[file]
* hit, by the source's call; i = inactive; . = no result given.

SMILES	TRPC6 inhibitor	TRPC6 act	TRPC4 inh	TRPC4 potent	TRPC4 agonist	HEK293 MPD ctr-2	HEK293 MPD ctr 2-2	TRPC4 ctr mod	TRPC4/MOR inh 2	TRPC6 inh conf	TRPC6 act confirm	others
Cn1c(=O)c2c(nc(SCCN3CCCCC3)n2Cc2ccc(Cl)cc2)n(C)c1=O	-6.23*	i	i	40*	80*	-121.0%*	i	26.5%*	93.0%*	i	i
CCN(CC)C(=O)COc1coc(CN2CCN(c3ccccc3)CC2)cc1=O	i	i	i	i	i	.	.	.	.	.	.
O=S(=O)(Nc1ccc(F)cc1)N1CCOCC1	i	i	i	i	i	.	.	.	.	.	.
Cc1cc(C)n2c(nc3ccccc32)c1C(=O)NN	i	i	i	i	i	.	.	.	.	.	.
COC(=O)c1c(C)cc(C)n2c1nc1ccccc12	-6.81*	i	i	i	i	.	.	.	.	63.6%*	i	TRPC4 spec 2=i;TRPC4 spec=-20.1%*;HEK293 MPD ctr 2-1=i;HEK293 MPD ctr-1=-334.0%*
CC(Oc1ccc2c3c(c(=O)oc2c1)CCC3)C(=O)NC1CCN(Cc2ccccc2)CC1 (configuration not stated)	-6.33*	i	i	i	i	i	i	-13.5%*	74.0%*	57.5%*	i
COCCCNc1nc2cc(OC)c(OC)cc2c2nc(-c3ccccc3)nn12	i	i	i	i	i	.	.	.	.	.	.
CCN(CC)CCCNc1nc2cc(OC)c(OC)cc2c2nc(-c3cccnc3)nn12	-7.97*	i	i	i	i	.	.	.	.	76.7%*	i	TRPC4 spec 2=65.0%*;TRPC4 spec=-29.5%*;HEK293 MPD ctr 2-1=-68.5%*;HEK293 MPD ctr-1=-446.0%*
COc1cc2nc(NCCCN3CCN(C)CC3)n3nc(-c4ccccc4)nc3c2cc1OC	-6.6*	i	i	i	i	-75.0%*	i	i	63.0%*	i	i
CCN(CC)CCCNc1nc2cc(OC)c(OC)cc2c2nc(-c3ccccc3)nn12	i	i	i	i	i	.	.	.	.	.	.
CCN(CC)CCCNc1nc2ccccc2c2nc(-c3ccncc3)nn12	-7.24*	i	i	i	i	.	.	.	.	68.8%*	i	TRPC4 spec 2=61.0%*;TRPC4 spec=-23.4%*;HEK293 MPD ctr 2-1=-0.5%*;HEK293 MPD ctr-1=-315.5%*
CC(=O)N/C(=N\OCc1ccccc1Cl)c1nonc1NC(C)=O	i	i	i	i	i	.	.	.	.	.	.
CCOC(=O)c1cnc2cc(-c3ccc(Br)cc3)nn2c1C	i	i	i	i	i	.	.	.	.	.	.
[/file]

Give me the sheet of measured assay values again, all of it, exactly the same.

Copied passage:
* hit, by the source's call; i = inactive; . = no result given.

SMILES	TRPC6 inhibitor	TRPC6 act	TRPC4 inh	TRPC4 potent	TRPC4 agonist	HEK293 MPD ctr-2	HEK293 MPD ctr 2-2	TRPC4 ctr mod	TRPC4/MOR inh 2	TRPC6 inh conf	TRPC6 act confirm	others
Cn1c(=O)c2c(nc(SCCN3CCCCC3)n2Cc2ccc(Cl)cc2)n(C)c1=O	-6.23*	i	i	40*	80*	-121.0%*	i	26.5%*	93.0%*	i	i
CCN(CC)C(=O)COc1coc(CN2CCN(c3ccccc3)CC2)cc1=O	i	i	i	i	i	.	.	.	.	.	.
O=S(=O)(Nc1ccc(F)cc1)N1CCOCC1	i	i	i	i	i	.	.	.	.	.	.
Cc1cc(C)n2c(nc3ccccc32)c1C(=O)NN	i	i	i	i	i	.	.	.	.	.	.
COC(=O)c1c(C)cc(C)n2c1nc1ccccc12	-6.81*	i	i	i	i	.	.	.	.	63.6%*	i	TRPC4 spec 2=i;TRPC4 spec=-20.1%*;HEK293 MPD ctr 2-1=i;HEK293 MPD ctr-1=-334.0%*
CC(Oc1ccc2c3c(c(=O)oc2c1)CCC3)C(=O)NC1CCN(Cc2ccccc2)CC1 (configuration not stated)	-6.33*	i	i	i	i	i	i	-13.5%*	74.0%*	57.5%*	i
COCCCNc1nc2cc(OC)c(OC)cc2c2nc(-c3ccccc3)nn12	i	i	i	i	i	.	.	.	.	.	.
CCN(CC)CCCNc1nc2cc(OC)c(OC)cc2c2nc(-c3cccnc3)nn12	-7.97*	i	i	i	i	.	.	.	.	76.7%*	i	TRPC4 spec 2=65.0%*;TRPC4 spec=-29.5%*;HEK293 MPD ctr 2-1=-68.5%*;HEK293 MPD ctr-1=-446.0%*
COc1cc2nc(NCCCN3CCN(C)CC3)n3nc(-c4ccccc4)nc3c2cc1OC	-6.6*	i	i	i	i	-75.0%*	i	i	63.0%*	i	i
CCN(CC)CCCNc1nc2cc(OC)c(OC)cc2c2nc(-c3ccccc3)nn12	i	i	i	i	i	.	.	.	.	.	.
CCN(CC)CCCNc1nc2ccccc2c2nc(-c3ccncc3)nn12	-7.24*	i	i	i	i	.	.	.	.	68.8%*	i	TRPC4 spec 2=61.0%*;TRPC4 spec=-23.4%*;HEK293 MPD ctr 2-1=-0.5%*;HEK293 MPD ctr-1=-315.5%*
CC(=O)N/C(=N\OCc1ccccc1Cl)c1nonc1NC(C)=O	i	i	i	i	i	.	.	.	.	.	.
CCOC(=O)c1cnc2cc(-c3ccc(Br)cc3)nn2c1C	i	i	i	i	i	.	.	.	.	.	.